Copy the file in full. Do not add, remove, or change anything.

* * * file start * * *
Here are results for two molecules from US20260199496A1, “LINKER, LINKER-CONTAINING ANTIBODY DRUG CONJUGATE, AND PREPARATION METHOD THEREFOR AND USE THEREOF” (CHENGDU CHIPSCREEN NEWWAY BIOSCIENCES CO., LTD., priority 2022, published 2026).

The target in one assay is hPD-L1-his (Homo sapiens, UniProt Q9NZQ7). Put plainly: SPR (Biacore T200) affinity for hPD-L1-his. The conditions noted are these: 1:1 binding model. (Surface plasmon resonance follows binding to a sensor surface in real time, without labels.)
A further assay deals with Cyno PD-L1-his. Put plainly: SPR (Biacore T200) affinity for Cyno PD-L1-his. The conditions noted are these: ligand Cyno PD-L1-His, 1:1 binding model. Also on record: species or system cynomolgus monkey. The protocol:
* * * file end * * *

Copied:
Here are results for two molecules from US20260199496A1, “LINKER, LINKER-CONTAINING ANTIBODY DRUG CONJUGATE, AND PREPARATION METHOD THEREFOR AND USE THEREOF” (CHENGDU CHIPSCREEN NEWWAY BIOSCIENCES CO., LTD., priority 2022, published 2026).

The target in one assay is hPD-L1-his (Homo sapiens, UniProt Q9NZQ7). Put plainly: SPR (Biacore T200) affinity for hPD-L1-his. The conditions noted are these: 1:1 binding model. (Surface plasmon resonance follows binding to a sensor surface in real time, without labels.)
A further assay deals with Cyno PD-L1-his. Put plainly: SPR (Biacore T200) affinity for Cyno PD-L1-his. The conditions noted are these: ligand Cyno PD-L1-His, 1:1 binding model. Also on record: species or system cynomolgus monkey. The protocol: